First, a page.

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5 Wedding Myths Busted
As anyone who’s ever planned a wedding knows, there are some wedding traditions that don’t seem to make a lot of sense. These do’s and don’ts, should do and must haves have been elevated to mythical status for seemingly no reason at all. To help you decide whether or not to include these traditions in your wedding planning, we’re debunking five of the most-common wedding myths.
The bride should always wear white
Traditional white wedding dresses date back to the 18th century, when wearing white was seen as a symbol of wealth. In fact, Queen Victoria was noted as the first bride to wear white. Since then, it’s been a long-standing tradition in most western cultures, but that doesn’t mean you have to follow suit. Brides these days choose their own colour palette, and many are ditching the dress for elegant trouser or jump suits instead.
It’s bad luck to see the bride before the wedding
It’s long been considered bad luck for the groom to get a glimpse of the bride before she walks down the aisle. That’s because weddings used to be business transactions between two families, and people believed that if the couple saw each other before the ceremony, it would give them a chance to change their mind about the wedding. These days, many couples choose to get their wedding photos out of the way pre-ceremony, as it’s often the quietest time of the wedding day without the pressure of having to entertain guests and family.
A longer engagement is better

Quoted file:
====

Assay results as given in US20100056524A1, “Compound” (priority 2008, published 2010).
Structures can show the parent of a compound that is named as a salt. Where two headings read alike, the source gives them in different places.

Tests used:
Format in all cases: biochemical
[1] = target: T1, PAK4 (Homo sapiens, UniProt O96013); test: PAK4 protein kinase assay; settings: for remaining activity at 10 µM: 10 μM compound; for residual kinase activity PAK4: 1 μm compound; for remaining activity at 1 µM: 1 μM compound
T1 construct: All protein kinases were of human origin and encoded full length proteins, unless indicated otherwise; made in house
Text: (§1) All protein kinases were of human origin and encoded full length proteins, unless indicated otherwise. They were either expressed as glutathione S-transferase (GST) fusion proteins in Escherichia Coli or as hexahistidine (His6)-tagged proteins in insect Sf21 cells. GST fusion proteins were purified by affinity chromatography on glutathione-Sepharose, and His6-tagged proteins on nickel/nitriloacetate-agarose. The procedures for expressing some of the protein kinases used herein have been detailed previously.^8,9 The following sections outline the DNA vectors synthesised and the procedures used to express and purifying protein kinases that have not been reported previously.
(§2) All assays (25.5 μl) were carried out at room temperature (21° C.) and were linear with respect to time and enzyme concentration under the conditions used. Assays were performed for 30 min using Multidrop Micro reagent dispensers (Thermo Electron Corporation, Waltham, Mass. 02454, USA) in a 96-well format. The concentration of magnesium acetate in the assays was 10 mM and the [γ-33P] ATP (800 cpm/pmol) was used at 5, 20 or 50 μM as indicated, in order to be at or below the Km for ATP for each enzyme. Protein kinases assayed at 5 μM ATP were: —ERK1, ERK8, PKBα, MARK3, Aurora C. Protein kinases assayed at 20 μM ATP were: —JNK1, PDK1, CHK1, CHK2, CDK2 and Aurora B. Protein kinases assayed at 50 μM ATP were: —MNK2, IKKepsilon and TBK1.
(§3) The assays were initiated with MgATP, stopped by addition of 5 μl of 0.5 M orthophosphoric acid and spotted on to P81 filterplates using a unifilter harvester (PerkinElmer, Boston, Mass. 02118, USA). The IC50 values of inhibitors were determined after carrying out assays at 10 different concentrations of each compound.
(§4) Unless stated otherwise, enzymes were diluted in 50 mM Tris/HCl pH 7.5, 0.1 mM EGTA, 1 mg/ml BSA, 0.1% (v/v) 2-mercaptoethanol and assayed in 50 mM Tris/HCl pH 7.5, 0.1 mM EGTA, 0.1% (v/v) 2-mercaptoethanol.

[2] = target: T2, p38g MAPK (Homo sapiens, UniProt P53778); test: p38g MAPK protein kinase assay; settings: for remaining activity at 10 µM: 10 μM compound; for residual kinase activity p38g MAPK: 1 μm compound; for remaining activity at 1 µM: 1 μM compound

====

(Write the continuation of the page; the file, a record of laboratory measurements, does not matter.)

Is a long or a short engagement best? Should you get married right away? Or spend a year or more planning your wedding day? How long your engagement is, is really up to you. Decide when the big day should be and then go for it! But it’s a good idea to plan the basic elements before they get booked up – so at the very least, book in your venue and celebrant up front.
Rings worn on the left hand and fourth finger
Gold, silver, platinum or diamond encrusted: Wedding rings have long been considered a symbol of eternal love and devotion. Ever wondered why they’re worn on the left hand, fourth finger? That’s because the vein in this finger is believed to be directly linked to the heart. And with the heart at the centre of your emotions, the wedding ring showed others that your heart had been claimed by another. These days couples choose whether or not to wear a ring, and in New Zealand, some couples choose to exchange a pounamu taonga or something else that is culturally significant rather than wear rings.
Not wearing pearls on your wedding day
In some cultures, it’s frowned upon to wear pearls on your wedding day as they are said to represent the tears that you’ll shed during your marriage. In Chinese culture however, pearls are seen as a symbol of wisdom, and in western culture they’re viewed as protection, keeping the wearer safe from evil. Regardless of their link to bad luck, brides have been wearing pearls for centuries and many view pearls as the quintessential gemstone for weddings.
These are just a few of the wedding myths you’ll likely uncover when planning a wedding. Most have been around for so long that they’ve just been widely accepted as fact. Regardless of where and why they started, this is a joyful time of your life and, no matter what anyone else says, you should enjoy every moment.
To get started planning your wedding, contact CANZ to find a celebrant who is experienced and knowledgeable about the legal requirements of a ceremony and trends in the industry, and can help you plan a dream wedding ceremony.